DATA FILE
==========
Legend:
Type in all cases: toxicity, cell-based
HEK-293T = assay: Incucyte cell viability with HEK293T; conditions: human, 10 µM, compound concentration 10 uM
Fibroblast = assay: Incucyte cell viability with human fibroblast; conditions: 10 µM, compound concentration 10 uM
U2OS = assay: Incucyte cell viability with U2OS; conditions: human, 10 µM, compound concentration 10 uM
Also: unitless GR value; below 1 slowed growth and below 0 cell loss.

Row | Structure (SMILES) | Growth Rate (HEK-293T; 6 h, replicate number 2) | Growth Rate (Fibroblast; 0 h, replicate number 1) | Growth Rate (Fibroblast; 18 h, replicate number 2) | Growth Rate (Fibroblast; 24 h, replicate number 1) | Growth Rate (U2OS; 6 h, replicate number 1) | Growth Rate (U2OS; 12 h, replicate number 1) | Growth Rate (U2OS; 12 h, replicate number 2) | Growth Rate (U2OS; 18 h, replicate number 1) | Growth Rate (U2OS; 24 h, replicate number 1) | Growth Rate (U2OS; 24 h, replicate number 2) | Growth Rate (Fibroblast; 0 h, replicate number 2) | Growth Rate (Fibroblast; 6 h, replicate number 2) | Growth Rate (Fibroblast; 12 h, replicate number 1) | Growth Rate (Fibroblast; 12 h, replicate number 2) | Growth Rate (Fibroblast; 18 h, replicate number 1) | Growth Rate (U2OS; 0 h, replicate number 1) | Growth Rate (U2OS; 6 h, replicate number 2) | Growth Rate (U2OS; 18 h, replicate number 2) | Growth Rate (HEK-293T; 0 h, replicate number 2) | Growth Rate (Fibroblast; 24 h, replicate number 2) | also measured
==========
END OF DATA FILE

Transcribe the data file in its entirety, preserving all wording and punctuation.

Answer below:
Legend:
Type in all cases: toxicity, cell-based
HEK-293T = assay: Incucyte cell viability with HEK293T; conditions: human, 10 µM, compound concentration 10 uM
Fibroblast = assay: Incucyte cell viability with human fibroblast; conditions: 10 µM, compound concentration 10 uM
U2OS = assay: Incucyte cell viability with U2OS; conditions: human, 10 µM, compound concentration 10 uM
Also: unitless GR value; below 1 slowed growth and below 0 cell loss.

Row | Structure (SMILES) | Growth Rate (HEK-293T; 6 h, replicate number 2) | Growth Rate (Fibroblast; 0 h, replicate number 1) | Growth Rate (Fibroblast; 18 h, replicate number 2) | Growth Rate (Fibroblast; 24 h, replicate number 1) | Growth Rate (U2OS; 6 h, replicate number 1) | Growth Rate (U2OS; 12 h, replicate number 1) | Growth Rate (U2OS; 12 h, replicate number 2) | Growth Rate (U2OS; 18 h, replicate number 1) | Growth Rate (U2OS; 24 h, replicate number 1) | Growth Rate (U2OS; 24 h, replicate number 2) | Growth Rate (Fibroblast; 0 h, replicate number 2) | Growth Rate (Fibroblast; 6 h, replicate number 2) | Growth Rate (Fibroblast; 12 h, replicate number 1) | Growth Rate (Fibroblast; 12 h, replicate number 2) | Growth Rate (Fibroblast; 18 h, replicate number 1) | Growth Rate (U2OS; 0 h, replicate number 1) | Growth Rate (U2OS; 6 h, replicate number 2) | Growth Rate (U2OS; 18 h, replicate number 2) | Growth Rate (HEK-293T; 0 h, replicate number 2) | Growth Rate (Fibroblast; 24 h, replicate number 2) | also measured